Dawit Isaak, a Swedish and Eritrean citizen, is a journalist and one of the founders of Setit, Eritrea's first independent newspaper. Following Setit's publication of an open letter calling for the implementation of the new constitution and elections, Dawit was arrested with ten other journalists in September 2001. He was unexpectedly released for medical treatment in 2005, but was quickly re-arrested and has been held incommunicado ever since. Björn Tunbäck of Reporters Without Borders (Sweden) and Swedish PEN has been involved in the campaign for Dawit's release from the start. He told Cathal Sheerin about the campaign in Sweden and what states and intergovernmental organisations could be doing, but aren't.
CS: What do we know about Dawit's current condition?
BT: We don't know, and that's one of the ways that Eritrea is violating his basic human rights. We don't know where he is or how he is, but we do know that he's not allowed to see a doctor, his family, or Swedish diplomats. Reporters Without Borders (RSF) has received reliable reports that several of his colleagues have died in prison over the years, but we believe that Dawit is still alive.
Prison conditions in Eritrea are extremely harsh. Some prisoners are kept in shipping containers out in the desert. But there are other prisons too, where prisoners are kept manacled in small concrete cells, where they never see their colleagues. There was a prison guard who fled Eritrea in 2010 and he talked about how he wasn't allowed to reply to the prisoners if they said anything. There are reports that some prisoners are let out of their cells for an hour a day, but that because of the height of the walls around them, all they can see is the sky.
How did the campaign for Dawit begin?
Dawit is from my hometown of Gothenburg; his family lives here and I met his younger brother, Esayas, early on. He had been advocating for Dawit's release from the moment of his arrest. When RSF launched its Press Freedom Prize in 2003, it was quite obvious that Dawit would be the ideal candidate for it.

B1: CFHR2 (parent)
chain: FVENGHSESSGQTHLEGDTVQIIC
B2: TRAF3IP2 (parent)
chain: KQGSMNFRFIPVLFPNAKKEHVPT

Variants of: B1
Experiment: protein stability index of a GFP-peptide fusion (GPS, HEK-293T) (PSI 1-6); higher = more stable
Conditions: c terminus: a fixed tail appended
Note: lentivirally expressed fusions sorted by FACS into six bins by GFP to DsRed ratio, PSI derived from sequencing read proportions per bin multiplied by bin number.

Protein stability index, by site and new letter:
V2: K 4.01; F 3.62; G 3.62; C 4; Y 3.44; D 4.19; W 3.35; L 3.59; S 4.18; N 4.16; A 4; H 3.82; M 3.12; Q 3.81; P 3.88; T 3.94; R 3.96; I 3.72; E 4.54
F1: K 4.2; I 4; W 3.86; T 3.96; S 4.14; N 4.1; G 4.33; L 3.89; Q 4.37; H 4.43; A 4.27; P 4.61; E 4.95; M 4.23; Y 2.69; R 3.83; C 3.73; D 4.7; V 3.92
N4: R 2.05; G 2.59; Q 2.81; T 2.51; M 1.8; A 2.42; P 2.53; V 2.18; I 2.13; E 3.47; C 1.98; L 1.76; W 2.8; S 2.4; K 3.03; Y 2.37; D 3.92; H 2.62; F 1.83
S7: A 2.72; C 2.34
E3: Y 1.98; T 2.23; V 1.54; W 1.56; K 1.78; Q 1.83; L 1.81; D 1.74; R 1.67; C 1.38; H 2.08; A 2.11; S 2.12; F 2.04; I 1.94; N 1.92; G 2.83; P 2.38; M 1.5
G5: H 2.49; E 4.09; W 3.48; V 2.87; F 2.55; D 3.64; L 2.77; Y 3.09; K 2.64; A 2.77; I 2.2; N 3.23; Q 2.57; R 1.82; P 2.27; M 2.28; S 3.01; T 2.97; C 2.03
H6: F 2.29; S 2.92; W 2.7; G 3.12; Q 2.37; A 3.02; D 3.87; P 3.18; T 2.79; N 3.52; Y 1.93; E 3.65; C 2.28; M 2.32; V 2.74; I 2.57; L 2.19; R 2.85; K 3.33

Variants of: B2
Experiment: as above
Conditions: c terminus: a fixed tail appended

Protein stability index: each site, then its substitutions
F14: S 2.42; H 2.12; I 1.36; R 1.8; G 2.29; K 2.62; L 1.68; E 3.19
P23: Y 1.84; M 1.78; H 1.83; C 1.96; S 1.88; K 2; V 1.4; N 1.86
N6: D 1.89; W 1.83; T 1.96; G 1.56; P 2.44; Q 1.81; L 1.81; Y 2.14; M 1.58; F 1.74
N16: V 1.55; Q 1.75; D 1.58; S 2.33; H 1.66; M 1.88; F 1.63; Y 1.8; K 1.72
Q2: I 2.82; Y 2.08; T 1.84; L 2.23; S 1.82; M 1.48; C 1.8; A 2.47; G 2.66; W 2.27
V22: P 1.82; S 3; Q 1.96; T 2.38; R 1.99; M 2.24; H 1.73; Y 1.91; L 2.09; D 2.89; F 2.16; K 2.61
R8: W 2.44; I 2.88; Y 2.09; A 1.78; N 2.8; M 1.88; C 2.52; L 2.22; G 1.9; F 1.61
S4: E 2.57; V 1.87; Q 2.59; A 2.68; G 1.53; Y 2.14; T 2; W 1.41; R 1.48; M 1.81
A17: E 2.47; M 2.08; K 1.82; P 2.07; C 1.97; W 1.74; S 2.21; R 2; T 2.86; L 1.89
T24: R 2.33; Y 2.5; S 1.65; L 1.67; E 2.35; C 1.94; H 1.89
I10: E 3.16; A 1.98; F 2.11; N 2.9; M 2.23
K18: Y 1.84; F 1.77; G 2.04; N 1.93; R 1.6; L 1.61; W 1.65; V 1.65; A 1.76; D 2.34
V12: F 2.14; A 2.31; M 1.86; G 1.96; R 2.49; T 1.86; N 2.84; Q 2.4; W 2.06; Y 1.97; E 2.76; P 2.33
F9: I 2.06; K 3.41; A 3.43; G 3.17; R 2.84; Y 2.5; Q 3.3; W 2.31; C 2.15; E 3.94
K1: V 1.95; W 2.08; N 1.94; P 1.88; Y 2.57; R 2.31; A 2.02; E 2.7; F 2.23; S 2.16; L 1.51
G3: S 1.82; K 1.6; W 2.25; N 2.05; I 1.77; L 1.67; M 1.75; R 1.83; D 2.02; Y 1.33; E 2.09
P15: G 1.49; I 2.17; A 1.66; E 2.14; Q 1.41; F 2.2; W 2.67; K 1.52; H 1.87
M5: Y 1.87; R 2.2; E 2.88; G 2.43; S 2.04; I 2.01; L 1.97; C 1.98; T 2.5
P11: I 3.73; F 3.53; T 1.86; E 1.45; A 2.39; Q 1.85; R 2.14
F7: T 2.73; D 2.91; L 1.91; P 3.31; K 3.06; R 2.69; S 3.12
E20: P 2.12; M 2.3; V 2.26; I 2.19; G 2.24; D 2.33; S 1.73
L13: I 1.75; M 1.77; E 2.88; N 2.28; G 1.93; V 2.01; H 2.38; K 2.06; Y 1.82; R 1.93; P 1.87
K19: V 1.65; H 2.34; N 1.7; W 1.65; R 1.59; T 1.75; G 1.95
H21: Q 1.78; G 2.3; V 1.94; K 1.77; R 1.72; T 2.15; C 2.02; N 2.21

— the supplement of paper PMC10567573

At the start, we were mainly focused on awareness-raising, in telling Swedes that a fellow Swede had been jailed. We were pretty successful. The public are now generally aware of his case and the press makes sure he's not forgotten: the biggest morning newspaper here publishes a little cartoon everyday relating to his case; one of the major tabloids has Dawit's image on the opinion page daily, counting the days since he was arrested.
In 2010, we published translations of some of Dawit's writings, including a novel, Hope. One of the problems we'd faced in the early days was that there were very few images of Dawit circulating - only a couple of photos from the late 80s - and so, to most people, he was little more than an outdated picture. But the book, which was well-received in Sweden, allowed people to get to know him a little bit; it made him more flesh and blood. It was dramatised on national radio, and it is a tool we continue to use. Dawit was so young when he wrote those texts; he was 36 when he was arrested and now he is 54: how many more books could he have written?
There's now a large group of activists and journalists who meet up regularly to discuss our strategy related to Dawit, including the Union of Journalists, the Association of Newspaper Publishers, the Writers Union and PEN Sweden.
What's been the Eritrean response in Sweden?
Every week, a member of our group goes to the Eritrean embassy in Stockholm and delivers a letter demanding Dawit's release. In the beginning, the Eritreans just seemed puzzled; then, for a while, they taped up their letterbox so that we couldn't put the letters through the door. After that, they refused to answer the door. And sometimes they'd allow people in but make them wait a long time before allowing them to leave. Other times they've been friendly, but there's never been any real engagement; we've invited them several times to public meetings but they don't come.